Kosovo and the USHMM: A Small Connection?

Published: 1999-08-01

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In recent months the establishment media has barraged us with allusions to the Second World War and especially the Jewish Holocaust story while reporting on the situation in Yugoslavia. American propaganda has cast Milosevic as a modem day Hitler planning the extermination of the Kosovars. The New Republic was unable to resist the temptation and ran a cover story entitled, "Milosevic's Willing Executioners," paraphrasing the title from Daniel J. Goldhagen's attack on the German people.

A recent article in USA Today (7/1/99) quoted Andrew Bacevich, a professor of International Relations at Boston University who commented on the propaganda effort of NATO in Kosovo, "In order to justify this thing, they needed to tap that memory of the Holocaust." The images and relationship to the Holocaust is, however, more concrete than even the typical media-propagandist knows.

The hidden connection involves the $15 billion emergency supplemental bill passed by Congress in late May to fund the war. War, of course, is a costly activity. Today Tomahawk cruise missiles clock in at $l million. The US alone deployed 33,500 soldiers, 715 planes, and 19 ships. Our elected officials in Washington know that the American people understand how costly it is to fight a war, so what better time to add a few items to the emergency bill. Actually the Republicans managed to double the amount that Clinton had requested, all the time arguing that they opposed the war.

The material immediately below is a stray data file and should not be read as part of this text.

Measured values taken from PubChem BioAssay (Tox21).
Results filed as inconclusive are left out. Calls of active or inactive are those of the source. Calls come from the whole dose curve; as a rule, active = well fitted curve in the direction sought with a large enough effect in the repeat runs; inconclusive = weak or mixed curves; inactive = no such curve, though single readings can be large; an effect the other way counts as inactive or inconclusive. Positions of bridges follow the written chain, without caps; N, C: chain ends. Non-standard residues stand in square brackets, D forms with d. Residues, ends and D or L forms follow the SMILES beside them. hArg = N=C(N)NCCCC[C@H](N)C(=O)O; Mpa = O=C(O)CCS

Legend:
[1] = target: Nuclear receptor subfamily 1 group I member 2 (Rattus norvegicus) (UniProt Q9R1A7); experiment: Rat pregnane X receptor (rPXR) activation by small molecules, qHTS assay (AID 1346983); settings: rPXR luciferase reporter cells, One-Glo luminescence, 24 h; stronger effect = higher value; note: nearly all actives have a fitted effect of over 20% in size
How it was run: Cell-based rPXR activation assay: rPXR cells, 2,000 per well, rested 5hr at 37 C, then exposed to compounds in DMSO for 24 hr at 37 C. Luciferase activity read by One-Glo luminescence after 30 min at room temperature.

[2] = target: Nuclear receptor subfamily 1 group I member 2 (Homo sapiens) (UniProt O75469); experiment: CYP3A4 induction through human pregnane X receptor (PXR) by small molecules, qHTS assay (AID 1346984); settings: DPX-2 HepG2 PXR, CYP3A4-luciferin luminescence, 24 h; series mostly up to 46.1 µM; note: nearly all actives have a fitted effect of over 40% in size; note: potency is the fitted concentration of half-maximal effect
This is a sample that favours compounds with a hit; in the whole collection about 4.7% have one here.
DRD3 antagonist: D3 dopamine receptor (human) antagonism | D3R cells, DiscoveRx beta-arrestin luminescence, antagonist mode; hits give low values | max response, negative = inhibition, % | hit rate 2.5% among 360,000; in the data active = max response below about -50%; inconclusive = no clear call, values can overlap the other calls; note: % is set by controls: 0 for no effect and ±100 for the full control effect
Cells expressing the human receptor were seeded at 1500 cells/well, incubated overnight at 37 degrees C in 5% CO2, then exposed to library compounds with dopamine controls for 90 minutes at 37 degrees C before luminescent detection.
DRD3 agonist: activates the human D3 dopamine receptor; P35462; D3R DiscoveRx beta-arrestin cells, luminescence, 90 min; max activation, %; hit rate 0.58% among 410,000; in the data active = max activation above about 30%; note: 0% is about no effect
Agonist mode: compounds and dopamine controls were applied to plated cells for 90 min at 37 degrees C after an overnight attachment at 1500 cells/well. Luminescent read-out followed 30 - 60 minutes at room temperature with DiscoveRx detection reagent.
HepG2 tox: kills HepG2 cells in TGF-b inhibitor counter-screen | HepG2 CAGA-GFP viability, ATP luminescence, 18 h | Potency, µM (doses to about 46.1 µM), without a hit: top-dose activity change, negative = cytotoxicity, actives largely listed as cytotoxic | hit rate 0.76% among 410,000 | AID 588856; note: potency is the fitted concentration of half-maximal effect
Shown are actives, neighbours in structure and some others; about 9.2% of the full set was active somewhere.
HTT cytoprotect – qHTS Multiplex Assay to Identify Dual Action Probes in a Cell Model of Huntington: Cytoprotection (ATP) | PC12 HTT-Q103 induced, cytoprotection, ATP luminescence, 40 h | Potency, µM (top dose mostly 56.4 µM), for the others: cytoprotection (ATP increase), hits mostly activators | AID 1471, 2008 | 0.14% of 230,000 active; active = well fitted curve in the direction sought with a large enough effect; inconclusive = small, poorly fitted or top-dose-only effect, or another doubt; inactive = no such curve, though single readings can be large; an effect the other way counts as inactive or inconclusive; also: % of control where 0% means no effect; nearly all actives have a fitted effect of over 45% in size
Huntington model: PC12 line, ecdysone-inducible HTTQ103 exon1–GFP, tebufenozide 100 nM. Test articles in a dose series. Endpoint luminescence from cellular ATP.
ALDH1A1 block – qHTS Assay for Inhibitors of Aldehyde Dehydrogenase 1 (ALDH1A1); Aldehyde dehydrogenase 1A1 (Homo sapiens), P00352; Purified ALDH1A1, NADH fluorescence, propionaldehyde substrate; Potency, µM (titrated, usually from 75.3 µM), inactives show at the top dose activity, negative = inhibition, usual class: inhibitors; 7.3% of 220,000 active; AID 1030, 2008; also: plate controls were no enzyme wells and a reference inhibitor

Arizona Republican John Shadegg described the final “emergency” spending as a “pork fest.” The final bill included, among various ridiculous wasteful items, $2 million for Holocaust Museum security. (See American Spectator, July 1999, for a more complete list of items buried in this bill.)

Somehow it occurred to our elected officials that this "crisis in Kosovo" was an opportune moment to bilk the American people for security for the United States Holocaust Memorial Museum. Are our representatives really so delusional that they fear their "evidence" for the Holocaust might be damaged or stolen? How much can one get on the street for a replica of an air-raid shelter door? Surely, if the thing vanished tomorrow, plenty of replacements could be found for two million dollars. Or is it the plaster display model of an Auschwitz crematorium that they are protecting? Hitler's forged orders to murder the Poles?

With more than due diligence, this writer visited the USHMM to see where the $2 million in taxpayer dollars went. Immediately adjacent to the museum is a small cafe. Perhaps we can dub this eatery "the Auschwitz Cafe." It serves lunch, albeit no meat. One wonders, why no meat? When the imagination begins to free-associate with some of the displays inside the Museum considers using a knife and fork on a pork chop, one decides to simply stop considering the matter.

In any event, I can now inform all those who plan to make their pilgrimage to this blight on the mall that the cafe is safe: bagels, salmon and Coke are served in a new air of safety and security. A state-of-the-art metal detector and several uniformed officers now protect the Museum Cafe.

SB 500 “48 Hours”—The Lost Footage. Watch as Brad Smith outwits a “48 Hours” production team, led by national NBC-TV correspondent Rita Braver, in 1992. How? By having his daughter film Braver as Braver’s team filmed Smith, and not biting on Braver’s loaded questions and slanted terminology. Seven days of cat and mouse condensed to 71 minutes of Smith out-dueling NBC on film and, yes, the four minutes the network finally ran. C-60 Video $25 [offer no longer valid; ed.]

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Author(s): Richard A. Widmann
Title: Kosovo and the USHMM: A Small Connection?
Sources: Smith's Report, no. 64, August 1999, pp. 1, 7
Published: 1999-08-01
First posted on CODOH: Nov. 20, 2015, 7:45 a.m.
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